Various kingdoms on the Korean peninsula had warred with each other, and by 57 BCE they had consolidated through conquest to three: Koguryo (or Goguryeo) in the northern half of Korea, extending north of the Yalu River; Paekche in the southwestern quarter of the Korean peninsula; and Silla in the southeastern quarter. To become known as the Three Kingdoms period, it was to last until the year 668, when Silla triumph over Koguryo and the peninsula was divided between two kingdoms.
These three remained aristocratic states. Writing had developed in Korea that used Chinese characters for Korean words. Each of the three kingdoms had a Chinese bureaucratic system of government, and with China's bureaucratic system had come Confucianism. Rule in the three kingdoms adopted Confucian values, and the Kingdom of Koguryo had a National Confucian Academy that made reading and speaking Chinese and citing the Confucian classics a part of an upper class education.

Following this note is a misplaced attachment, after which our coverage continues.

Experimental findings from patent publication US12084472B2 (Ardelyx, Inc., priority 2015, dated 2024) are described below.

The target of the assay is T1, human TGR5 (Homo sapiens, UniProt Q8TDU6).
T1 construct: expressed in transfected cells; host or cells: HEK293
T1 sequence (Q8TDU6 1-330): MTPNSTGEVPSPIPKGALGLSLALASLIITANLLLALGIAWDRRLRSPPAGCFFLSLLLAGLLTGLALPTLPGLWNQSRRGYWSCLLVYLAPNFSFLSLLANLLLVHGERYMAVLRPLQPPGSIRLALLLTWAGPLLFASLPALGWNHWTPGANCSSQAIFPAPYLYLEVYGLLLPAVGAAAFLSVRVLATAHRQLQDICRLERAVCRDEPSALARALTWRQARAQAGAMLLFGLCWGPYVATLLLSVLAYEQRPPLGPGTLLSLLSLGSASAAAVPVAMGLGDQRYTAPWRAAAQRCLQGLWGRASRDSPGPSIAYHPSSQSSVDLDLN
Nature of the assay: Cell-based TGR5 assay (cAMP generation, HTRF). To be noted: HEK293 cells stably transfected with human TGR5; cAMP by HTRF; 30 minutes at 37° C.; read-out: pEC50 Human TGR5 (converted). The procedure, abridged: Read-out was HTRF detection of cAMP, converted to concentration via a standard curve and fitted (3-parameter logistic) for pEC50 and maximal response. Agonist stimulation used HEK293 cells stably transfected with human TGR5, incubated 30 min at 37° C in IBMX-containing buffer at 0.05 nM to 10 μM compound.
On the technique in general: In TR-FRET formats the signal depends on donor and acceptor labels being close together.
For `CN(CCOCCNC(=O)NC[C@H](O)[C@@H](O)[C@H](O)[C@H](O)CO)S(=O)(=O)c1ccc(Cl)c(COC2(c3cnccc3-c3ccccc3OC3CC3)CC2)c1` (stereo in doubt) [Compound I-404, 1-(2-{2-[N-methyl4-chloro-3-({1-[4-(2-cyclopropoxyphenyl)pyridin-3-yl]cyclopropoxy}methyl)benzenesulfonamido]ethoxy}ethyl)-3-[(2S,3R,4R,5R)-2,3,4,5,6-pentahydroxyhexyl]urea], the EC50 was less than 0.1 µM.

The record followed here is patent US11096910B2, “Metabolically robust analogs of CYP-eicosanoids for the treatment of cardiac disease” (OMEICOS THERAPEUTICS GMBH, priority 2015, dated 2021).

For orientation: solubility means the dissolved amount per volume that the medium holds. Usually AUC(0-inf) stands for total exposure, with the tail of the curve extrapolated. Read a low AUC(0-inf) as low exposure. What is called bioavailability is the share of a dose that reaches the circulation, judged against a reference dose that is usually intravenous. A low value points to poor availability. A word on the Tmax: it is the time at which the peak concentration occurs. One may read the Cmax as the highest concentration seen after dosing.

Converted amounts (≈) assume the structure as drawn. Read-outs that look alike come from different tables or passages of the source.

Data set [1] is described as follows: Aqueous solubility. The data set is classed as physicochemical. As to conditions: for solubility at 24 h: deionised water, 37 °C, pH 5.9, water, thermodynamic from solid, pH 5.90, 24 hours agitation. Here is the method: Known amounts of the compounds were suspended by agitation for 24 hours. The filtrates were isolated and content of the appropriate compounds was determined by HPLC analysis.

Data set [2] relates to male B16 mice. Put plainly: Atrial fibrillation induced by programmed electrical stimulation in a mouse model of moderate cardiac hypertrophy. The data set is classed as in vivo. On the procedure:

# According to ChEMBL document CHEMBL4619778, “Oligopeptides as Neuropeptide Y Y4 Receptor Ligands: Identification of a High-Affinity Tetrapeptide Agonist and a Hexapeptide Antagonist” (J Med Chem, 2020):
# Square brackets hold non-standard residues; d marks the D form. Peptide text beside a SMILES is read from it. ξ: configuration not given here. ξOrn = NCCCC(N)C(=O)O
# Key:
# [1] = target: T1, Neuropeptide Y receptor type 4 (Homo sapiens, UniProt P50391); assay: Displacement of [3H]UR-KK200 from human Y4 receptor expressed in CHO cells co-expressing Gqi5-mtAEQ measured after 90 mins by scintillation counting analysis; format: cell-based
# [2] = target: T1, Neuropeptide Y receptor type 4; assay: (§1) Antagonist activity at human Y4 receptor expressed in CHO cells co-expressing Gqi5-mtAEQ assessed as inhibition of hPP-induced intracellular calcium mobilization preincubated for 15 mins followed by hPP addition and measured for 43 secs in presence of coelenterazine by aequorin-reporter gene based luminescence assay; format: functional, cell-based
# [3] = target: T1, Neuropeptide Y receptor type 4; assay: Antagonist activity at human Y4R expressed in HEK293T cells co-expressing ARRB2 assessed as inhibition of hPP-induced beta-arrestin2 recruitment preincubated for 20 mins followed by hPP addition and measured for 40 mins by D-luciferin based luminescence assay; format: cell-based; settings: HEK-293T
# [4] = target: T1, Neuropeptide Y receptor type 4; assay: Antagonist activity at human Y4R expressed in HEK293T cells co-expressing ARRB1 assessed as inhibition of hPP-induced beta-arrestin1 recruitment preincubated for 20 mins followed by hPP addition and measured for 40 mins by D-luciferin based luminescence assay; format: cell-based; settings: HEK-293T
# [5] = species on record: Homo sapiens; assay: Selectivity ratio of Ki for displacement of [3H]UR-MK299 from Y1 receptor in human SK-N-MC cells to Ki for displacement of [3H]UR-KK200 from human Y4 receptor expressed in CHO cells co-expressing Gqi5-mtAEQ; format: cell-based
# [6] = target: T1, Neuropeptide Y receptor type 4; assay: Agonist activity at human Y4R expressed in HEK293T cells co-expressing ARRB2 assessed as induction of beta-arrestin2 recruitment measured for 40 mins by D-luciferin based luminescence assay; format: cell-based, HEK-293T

Alongside the new Confucianism, many in Korea maintained their old faith. Like others, the Koreans had been animists. They had seen the physical world as functioning by the magic of a variety of spirits, one for each aspect of nature, and they had seen all things as animate. They too believed in asking the gods for protection for their family or community. The Koreans saw the sun as the most awesome and powerful of spirits. They believed too in a mountain spirit. And they had shamans.
In 372, a monk brought Mahayana Buddhism to Koguryo, and the king of Goguryeo welcomed Buddhism and patronized it. In 384, another Buddhist monk arrived in Paekche, and Buddhism was welcomed by Paekche's royal family. Buddhism spread to Silla, and Korea's kings adopted Buddhism as a state religion, as a vehicle for praying for the well-being of their kingdom. Buddhists in Korea prayed for their own well-being, including or asking for recovery from illness and asking for the conception of children. Aristocrats left the shamans to those they considered unsophisticated. And wars between the Korean states would now be fought not only for their kings but also for the Way of the Buddha, with monks and other soldiers, under the banner of Buddhism, exhorted to fight bravely for their kingdom.
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